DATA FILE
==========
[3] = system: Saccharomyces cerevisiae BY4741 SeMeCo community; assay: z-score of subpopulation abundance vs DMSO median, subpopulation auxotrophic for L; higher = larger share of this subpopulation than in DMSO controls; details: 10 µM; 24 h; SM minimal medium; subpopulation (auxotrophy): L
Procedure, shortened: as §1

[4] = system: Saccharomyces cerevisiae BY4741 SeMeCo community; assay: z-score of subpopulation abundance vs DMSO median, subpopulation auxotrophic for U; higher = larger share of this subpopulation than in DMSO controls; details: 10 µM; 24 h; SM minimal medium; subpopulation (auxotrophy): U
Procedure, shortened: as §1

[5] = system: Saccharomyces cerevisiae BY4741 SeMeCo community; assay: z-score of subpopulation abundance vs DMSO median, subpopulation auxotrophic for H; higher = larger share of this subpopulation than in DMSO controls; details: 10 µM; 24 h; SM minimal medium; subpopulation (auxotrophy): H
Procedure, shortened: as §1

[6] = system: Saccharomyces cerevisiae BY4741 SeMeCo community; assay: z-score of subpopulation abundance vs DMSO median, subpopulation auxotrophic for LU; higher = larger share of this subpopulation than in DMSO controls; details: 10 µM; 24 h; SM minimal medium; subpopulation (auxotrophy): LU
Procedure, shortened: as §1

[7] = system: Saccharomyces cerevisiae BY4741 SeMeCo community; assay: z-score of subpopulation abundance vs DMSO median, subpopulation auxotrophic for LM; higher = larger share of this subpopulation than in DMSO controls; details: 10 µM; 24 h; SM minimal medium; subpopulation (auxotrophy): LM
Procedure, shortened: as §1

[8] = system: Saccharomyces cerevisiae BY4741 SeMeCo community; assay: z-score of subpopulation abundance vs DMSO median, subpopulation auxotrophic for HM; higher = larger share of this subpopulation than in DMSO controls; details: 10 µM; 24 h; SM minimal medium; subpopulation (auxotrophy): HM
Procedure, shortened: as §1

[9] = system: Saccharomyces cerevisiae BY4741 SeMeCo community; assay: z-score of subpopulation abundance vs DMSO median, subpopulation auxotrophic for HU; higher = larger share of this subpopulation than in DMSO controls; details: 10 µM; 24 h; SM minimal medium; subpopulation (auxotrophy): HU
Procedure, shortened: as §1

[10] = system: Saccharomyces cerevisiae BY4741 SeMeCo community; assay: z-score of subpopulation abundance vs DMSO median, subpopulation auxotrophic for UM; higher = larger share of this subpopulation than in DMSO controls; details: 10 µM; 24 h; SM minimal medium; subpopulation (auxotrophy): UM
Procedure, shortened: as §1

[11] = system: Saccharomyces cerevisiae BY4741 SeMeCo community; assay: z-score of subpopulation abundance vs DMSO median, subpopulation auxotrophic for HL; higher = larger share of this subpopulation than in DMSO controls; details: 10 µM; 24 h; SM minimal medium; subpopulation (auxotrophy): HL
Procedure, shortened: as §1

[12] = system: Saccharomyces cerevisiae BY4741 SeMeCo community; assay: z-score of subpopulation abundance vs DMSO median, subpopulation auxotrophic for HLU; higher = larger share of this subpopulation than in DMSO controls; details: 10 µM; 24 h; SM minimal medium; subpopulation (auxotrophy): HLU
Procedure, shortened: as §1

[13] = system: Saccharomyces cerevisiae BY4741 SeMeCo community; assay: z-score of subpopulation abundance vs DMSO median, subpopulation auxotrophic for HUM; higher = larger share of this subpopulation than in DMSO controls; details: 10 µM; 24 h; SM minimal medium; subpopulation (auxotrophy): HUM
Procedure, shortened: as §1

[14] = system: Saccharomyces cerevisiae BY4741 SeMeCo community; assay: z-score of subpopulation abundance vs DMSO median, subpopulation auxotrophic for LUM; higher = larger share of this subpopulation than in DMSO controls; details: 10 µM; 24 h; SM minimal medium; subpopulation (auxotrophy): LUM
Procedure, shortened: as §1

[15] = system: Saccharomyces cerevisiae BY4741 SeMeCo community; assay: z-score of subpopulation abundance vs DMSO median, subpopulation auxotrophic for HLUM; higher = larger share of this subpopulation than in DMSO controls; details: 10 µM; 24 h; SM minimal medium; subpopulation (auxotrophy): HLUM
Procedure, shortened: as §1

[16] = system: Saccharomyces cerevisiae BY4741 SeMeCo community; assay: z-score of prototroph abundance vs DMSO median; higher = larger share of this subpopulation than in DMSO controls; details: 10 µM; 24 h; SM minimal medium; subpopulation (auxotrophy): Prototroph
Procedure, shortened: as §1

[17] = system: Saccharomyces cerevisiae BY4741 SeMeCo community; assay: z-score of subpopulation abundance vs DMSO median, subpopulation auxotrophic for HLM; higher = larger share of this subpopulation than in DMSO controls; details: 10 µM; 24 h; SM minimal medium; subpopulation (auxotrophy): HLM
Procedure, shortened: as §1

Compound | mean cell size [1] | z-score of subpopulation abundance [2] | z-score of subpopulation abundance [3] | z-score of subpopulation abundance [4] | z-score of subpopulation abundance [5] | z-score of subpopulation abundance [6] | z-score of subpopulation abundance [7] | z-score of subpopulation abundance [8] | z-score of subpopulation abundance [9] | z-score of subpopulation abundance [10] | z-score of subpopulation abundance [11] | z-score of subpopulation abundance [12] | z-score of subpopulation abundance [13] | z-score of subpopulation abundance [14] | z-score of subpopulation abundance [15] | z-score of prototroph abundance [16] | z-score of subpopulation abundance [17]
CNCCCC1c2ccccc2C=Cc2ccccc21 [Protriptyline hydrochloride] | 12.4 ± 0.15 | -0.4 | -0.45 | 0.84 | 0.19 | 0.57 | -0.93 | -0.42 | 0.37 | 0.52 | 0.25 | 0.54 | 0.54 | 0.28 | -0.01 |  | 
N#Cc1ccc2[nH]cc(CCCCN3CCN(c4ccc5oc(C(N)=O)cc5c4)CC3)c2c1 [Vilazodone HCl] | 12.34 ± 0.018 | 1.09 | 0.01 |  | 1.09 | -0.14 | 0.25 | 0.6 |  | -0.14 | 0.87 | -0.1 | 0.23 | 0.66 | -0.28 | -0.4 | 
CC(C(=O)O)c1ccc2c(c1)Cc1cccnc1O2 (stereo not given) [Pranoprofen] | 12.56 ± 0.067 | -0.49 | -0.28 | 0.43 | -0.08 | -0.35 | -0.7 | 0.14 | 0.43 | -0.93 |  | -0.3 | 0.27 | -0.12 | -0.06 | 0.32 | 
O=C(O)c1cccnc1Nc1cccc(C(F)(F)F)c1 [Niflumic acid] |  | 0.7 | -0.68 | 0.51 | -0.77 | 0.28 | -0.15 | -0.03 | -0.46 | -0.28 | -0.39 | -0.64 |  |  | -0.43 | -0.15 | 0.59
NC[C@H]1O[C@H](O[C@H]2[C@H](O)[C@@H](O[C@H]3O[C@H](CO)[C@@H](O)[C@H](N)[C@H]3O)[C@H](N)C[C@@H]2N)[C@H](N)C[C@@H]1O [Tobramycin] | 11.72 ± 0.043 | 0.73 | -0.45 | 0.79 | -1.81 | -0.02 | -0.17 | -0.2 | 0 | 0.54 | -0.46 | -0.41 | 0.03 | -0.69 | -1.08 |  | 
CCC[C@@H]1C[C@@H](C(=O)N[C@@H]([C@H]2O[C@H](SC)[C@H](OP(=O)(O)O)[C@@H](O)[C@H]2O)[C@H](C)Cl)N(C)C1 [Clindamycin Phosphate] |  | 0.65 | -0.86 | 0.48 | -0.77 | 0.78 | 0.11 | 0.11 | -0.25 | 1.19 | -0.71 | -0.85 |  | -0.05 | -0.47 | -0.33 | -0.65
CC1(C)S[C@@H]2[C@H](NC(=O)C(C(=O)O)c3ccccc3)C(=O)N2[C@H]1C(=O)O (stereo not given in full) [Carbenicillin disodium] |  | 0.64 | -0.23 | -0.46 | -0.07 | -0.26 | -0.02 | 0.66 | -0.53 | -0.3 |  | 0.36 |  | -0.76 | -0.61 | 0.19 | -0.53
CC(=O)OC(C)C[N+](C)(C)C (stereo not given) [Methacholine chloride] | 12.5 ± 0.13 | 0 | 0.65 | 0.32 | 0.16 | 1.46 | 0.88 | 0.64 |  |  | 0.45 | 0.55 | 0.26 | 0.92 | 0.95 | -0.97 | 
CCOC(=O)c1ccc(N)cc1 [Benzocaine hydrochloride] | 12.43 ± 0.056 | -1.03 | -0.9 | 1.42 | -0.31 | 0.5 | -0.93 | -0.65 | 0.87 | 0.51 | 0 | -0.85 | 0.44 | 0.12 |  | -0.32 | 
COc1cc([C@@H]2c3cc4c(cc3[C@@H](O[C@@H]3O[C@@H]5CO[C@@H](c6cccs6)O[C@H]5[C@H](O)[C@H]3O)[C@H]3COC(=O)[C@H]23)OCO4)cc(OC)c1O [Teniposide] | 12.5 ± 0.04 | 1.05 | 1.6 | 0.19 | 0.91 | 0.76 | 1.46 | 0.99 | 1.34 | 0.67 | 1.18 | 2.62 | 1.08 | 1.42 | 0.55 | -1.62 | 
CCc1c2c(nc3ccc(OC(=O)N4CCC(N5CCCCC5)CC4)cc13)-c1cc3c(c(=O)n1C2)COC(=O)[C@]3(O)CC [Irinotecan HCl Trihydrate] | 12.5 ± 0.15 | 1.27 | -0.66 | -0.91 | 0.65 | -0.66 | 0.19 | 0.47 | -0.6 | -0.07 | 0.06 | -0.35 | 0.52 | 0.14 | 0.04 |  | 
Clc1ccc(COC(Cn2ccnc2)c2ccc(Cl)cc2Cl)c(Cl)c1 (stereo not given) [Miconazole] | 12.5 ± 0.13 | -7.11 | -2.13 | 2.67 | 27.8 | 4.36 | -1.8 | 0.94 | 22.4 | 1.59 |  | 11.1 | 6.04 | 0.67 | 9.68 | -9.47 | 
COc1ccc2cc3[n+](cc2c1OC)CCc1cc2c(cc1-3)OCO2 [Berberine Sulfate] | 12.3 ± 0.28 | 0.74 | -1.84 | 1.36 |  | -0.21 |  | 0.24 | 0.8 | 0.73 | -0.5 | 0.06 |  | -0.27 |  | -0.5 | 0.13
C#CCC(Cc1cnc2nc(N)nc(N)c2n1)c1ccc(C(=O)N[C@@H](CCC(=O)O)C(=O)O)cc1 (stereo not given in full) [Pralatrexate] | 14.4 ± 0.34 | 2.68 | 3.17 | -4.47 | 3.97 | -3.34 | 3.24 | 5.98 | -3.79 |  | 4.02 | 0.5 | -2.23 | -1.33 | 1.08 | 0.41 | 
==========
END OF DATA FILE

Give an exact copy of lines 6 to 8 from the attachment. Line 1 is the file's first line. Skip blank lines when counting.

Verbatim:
Procedure, shortened: as §1

[6] = system: Saccharomyces cerevisiae BY4741 SeMeCo community; assay: z-score of subpopulation abundance vs DMSO median, subpopulation auxotrophic for LU; higher = larger share of this subpopulation than in DMSO controls; details: 10 µM; 24 h; SM minimal medium; subpopulation (auxotrophy): LU
Procedure, shortened: as §1